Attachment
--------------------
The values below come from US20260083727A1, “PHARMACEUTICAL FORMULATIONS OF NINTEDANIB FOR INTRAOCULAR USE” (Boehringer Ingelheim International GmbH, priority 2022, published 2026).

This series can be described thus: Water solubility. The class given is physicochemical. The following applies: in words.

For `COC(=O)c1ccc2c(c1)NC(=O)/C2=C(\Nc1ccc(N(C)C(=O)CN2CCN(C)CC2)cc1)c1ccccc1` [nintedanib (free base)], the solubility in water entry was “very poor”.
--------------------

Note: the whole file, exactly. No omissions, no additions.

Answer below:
The values below come from US20260083727A1, “PHARMACEUTICAL FORMULATIONS OF NINTEDANIB FOR INTRAOCULAR USE” (Boehringer Ingelheim International GmbH, priority 2022, published 2026).

This series can be described thus: Water solubility. The class given is physicochemical. The following applies: in words.

For `COC(=O)c1ccc2c(c1)NC(=O)/C2=C(\Nc1ccc(N(C)C(=O)CN2CCN(C)CC2)cc1)c1ccccc1` [nintedanib (free base)], the solubility in water entry was “very poor”.